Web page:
donderdag 11 juni 2020

USB Microscope NeoPixel picture

Some pictures of a neopixel taken with my USB Microscope

What is a NeoPixel:
A NeoPixel is a small color led light with 4 connections.
Two points need to be connected to the power ( plus and minus ) One other connection is for an input control signal and the fourth connection may be used as output to connect to the next NeoPixel.
This way a lot con NeoPixels can be connected like a chain. The photos in this post are from a set of pre-soldered neopixels on a pcb where you can break out a small round pcb with one neopixel and the connections. This round led pixels can be used together with a micro controller (arduino, esp, .. ) in projects.
(this picture is NOT from the USB microscope but taken with my smartphone
The first input needs to be connected to a micro controller. The micro controller can send send a signal and control each individual led separate to set the color and brightness.




woensdag 10 juni 2020

Microwave Radar Sensor RCWL-0516 -2- (led)


Motion detector with led 
This is the next post on this blog testing the RCWL-0516 sensor. This sensor uses a “microwave Doppler radar” technique to detect moving objects and has a sensitivity range of ~7 meters.
The sensor does NOT detect if someone is near , it can only detect movements!
A long time ago my first post was about using the Microwave Radar Sensor  RCWL-0516 with an Arduino Uno.
 
This cheap and interesting module has the following connections :
  • 3V3  - Output 3V3 Regulated DC (100 mA)  This is 3V3 Output NOT input !
  • GND - Ground 0 V
  • OUT - Microwave Radar sensor output ( HIGH (3.3 V) motion detected/LOW (0 V) idle)
  • VIN  - 4 to 28 volt input to power this module
  • CDS - This pin can be used to disable detection. You need not to connect it. (Low= Disabled)
A 9 Volt battery was used to power the module. Be aware that after powering the module there is a delay (10 seconds) before the sensor is active.
Besides the CDS pin it is also possible to solder a light detecting resistor ( LDR ) in to the two holes below the RCWL-0516 text/logo. (On the other side of the PCB it is in the top-left square). When there is light on the LDR the Microwave Radar Sensor will not give a signal on the OUT pin.

In this post i describe recent tests using this proximity sensor without a micro controller. The photo's with the Dupont wires on the sensor connectors where from the previous post. This time i soldered pins to a sensor.
\\
.




1) In the first test i connected a "standard led" between the OUT and GND with a 220 ohm resistor. This is a simple configuration to test the sensor

2) As i also wanted to check if the circuit is on i also added a (red) led between GND and 3V3 

3) The next idea was using a laser led. The advantage of using a the laser is the very far distance of the laser beam can travel before projecting a dot. The laser light can travel further than standard WiFi, Bluetooth or 433MHz radio signal. On a distance of more than 40 meter you should be able to see if there was movement near the sensor.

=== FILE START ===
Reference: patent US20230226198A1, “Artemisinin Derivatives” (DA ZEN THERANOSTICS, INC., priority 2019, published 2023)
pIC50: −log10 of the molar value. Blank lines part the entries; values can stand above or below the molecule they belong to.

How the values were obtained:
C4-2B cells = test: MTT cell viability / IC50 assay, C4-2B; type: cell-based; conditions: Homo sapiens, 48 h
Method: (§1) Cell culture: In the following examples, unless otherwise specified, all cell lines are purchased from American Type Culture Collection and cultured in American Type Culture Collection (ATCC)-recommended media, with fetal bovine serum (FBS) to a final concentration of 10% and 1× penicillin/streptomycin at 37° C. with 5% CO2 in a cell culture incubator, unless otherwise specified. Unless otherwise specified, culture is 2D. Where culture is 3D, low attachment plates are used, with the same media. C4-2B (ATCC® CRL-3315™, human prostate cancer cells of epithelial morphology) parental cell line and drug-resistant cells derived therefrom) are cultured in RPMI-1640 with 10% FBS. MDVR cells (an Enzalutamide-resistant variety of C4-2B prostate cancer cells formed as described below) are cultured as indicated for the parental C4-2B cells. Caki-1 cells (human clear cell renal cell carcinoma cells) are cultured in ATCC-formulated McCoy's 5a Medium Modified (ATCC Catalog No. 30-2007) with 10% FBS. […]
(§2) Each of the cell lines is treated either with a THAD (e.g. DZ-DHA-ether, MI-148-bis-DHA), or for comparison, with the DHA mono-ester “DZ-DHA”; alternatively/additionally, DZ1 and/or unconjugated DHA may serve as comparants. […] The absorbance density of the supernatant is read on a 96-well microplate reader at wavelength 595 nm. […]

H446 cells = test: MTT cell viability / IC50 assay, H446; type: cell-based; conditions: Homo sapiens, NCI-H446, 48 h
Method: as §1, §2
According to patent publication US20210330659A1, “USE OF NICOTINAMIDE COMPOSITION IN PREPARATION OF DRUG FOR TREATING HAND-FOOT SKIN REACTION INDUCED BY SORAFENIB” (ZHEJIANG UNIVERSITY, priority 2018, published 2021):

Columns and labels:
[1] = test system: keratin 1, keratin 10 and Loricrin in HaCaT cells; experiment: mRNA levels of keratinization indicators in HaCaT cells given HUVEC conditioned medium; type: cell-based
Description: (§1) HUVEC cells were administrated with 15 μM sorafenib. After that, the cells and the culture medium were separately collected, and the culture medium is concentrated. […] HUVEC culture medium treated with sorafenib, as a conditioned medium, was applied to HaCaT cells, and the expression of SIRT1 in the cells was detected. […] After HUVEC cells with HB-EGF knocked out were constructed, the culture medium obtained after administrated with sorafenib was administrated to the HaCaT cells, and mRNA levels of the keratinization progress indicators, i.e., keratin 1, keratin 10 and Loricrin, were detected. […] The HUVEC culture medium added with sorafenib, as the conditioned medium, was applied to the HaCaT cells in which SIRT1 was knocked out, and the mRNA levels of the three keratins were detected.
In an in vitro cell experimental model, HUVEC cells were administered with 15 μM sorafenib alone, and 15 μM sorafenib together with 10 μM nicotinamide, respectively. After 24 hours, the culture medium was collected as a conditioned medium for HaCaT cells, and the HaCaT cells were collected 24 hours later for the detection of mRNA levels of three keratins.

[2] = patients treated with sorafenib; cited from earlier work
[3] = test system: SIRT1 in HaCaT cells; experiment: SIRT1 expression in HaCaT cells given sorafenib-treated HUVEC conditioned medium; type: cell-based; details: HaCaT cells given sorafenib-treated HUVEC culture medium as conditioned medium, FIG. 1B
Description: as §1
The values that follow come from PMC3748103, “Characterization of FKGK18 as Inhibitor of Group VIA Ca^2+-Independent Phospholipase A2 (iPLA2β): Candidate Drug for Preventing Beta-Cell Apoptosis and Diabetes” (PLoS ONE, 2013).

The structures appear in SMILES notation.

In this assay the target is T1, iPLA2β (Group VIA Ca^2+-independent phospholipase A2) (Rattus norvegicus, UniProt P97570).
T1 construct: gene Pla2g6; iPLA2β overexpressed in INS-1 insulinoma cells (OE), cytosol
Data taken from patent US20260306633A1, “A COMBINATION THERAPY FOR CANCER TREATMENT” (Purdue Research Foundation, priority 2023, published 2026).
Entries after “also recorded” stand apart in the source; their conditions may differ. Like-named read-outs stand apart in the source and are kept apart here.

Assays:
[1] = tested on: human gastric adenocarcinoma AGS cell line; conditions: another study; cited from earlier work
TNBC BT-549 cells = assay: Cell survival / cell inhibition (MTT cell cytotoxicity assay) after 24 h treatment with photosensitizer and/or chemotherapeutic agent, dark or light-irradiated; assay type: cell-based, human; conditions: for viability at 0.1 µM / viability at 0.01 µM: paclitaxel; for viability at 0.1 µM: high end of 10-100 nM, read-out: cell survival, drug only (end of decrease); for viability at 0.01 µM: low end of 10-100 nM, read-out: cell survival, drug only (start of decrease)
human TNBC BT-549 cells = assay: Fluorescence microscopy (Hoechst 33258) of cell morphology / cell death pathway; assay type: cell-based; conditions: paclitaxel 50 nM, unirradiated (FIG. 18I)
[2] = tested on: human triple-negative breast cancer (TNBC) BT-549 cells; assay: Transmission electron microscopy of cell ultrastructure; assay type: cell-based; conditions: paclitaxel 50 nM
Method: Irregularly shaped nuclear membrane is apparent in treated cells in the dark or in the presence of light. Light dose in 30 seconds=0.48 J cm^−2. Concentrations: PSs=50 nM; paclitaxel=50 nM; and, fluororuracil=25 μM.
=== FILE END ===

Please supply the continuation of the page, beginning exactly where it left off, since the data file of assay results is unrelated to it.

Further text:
The disadvantage is that you need a line of sight and you can not check if the sensor is functioning as the laser is default off. I tested drivign a cheap laser led directly on the output. However it seemed not possible to drive directly a laser (at least not the small lasers i have) with this module. So direct driving a laser led was a failure. The laser led does light when connected between ground and 3V3 an option could be driving the laser indirect e.g. using a transistor, opto-coupler or relay.

4) I also wanted to do some tests to know if it is better leaving the CDS 'floting' or connect the CDS pin to a logic level.

A prototype perf board was used to create a development/test board for a real test environment. Using wires only would reduce space however it also would lose some flexibility. I did not want to order a PCB or use a breadboard.
Bottom right is the power connection. The switch is used to turn the battery power on/of. Jumpers where used to enable or disable parts of the circuit. I did not want to use a (more expensive) breadboard.
Different colors for the jumpers are used.
The red jumper is used to enable the 'power on' led
The yellow jumper is used to enable the yellow 'signal out' led (using a resistor) 
The white jumper can be used to connect CDS to GND.
Also additional pins an connectors where added to play and do (lateron) more experiments with this sensor.

The sensor pins from left to right (extended over the full lenght of the perfboard) are   
01 - CDS
02 - VIN 
03 - OUT
04 - GND
05 - 3V3  
Results: 
It is possible to direct derive a led with a small resistor) between the output pin and ground without a micro controller.

A battery powered board with a circuit  to test the RCWL-0516 was created and could be used to test the sensor.

Direct driving a small laser led was not possible. Perhaps indirect using a relay, transistor opto-coupler this is possible.

First test showed that motion at about 3.5 meter could be detected using this circuit.

Currently i can not yet decide if it is better to leave the CDS pin floating or connecting it to a logic signal. Both options seem to work. More tests need to be done to decide what is better. 


maandag 8 juni 2020

Project 0

Sometimes very small project can be useful. This is one of the smallest projects made with two led preferable with different color.
Playing with a low current, low current circuit i wanted to add some leds.  To simply check the signals and deciding how to add the leds I soldered two leds in opposite direction. By using two different color leds (red and yellow) immediate see the polarity even from a distance or in the dark during the test phase of the circuit. This as leds are polarity sensitive.
It is possible to add a resistor, however for a temporary test in a low power low current circuit this is not needed.